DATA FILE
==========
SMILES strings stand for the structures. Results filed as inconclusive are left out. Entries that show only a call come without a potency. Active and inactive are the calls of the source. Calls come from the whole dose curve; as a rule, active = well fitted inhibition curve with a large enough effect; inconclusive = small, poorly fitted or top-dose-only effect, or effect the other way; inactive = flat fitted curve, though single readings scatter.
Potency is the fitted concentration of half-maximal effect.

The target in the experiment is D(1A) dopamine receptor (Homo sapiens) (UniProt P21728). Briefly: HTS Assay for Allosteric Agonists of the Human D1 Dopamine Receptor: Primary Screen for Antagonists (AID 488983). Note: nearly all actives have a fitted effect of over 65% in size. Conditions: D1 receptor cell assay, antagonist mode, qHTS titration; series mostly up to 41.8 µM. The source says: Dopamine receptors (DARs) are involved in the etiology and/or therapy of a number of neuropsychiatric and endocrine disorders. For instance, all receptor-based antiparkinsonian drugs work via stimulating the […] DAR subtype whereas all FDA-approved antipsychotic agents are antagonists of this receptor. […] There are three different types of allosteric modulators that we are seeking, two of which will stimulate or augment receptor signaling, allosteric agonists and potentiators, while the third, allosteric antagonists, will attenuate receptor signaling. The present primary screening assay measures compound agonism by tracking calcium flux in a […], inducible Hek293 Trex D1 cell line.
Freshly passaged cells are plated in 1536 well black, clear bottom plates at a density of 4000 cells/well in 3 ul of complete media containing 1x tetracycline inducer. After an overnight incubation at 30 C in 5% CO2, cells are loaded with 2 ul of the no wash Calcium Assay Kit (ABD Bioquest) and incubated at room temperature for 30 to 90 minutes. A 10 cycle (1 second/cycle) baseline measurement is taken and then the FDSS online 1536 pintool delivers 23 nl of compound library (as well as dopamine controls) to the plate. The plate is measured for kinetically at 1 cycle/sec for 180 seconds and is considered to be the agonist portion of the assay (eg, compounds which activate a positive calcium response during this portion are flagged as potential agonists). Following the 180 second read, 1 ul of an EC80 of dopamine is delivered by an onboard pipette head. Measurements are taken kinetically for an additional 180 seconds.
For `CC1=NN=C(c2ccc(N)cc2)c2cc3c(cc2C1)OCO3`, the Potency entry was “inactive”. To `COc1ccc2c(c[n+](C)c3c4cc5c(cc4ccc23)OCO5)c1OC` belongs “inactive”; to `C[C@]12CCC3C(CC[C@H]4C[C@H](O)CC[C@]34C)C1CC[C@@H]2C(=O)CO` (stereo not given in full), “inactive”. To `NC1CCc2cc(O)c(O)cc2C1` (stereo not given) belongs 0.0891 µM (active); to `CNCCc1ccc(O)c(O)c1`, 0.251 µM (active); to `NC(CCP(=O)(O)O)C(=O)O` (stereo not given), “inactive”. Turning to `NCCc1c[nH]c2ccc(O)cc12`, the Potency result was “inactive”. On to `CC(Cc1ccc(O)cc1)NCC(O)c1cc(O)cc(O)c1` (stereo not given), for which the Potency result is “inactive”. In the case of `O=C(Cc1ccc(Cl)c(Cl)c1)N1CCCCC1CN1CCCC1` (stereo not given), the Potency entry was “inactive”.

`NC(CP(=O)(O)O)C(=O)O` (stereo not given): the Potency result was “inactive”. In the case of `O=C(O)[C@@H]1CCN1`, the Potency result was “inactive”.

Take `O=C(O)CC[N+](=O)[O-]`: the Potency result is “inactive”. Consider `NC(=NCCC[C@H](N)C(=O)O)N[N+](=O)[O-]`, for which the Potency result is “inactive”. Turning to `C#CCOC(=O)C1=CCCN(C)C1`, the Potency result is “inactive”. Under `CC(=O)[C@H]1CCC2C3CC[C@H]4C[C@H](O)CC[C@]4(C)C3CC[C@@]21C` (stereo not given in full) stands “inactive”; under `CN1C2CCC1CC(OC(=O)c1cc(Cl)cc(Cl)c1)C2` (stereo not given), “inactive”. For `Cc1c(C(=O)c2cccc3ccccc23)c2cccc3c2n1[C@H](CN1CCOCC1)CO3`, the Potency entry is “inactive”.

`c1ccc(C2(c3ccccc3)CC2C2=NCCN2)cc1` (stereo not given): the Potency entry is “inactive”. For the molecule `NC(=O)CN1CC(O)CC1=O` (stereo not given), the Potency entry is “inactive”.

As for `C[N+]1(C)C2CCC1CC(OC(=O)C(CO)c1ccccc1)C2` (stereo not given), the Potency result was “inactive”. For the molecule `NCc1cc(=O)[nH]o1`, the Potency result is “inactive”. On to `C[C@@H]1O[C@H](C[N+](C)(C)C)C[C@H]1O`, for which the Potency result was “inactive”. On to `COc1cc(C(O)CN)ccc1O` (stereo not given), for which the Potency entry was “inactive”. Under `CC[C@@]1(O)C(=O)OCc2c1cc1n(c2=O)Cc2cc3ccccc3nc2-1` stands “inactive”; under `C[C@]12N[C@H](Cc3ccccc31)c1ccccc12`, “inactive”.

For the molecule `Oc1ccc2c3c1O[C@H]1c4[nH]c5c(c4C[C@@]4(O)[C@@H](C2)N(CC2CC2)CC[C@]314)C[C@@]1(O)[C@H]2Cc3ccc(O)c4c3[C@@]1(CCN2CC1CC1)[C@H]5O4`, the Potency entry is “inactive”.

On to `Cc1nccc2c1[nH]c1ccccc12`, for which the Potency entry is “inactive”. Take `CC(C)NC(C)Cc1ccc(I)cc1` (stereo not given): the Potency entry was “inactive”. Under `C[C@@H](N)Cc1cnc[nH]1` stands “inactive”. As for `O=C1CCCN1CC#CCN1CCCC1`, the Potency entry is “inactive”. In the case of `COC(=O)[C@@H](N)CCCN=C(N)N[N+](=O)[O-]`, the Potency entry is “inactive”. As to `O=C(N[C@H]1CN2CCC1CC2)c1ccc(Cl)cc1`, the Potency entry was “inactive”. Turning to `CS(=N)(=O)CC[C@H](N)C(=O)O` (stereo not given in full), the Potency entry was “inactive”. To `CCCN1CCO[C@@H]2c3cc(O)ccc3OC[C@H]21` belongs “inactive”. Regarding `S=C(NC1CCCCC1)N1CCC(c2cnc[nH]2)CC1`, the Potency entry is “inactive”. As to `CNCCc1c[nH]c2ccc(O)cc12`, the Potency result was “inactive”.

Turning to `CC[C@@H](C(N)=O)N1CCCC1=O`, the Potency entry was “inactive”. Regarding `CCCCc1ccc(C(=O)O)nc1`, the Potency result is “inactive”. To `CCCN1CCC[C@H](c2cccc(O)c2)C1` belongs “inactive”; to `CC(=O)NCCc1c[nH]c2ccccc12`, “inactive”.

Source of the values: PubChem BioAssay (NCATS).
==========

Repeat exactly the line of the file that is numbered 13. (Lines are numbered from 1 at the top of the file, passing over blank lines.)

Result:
Source of the values: PubChem BioAssay (NCATS).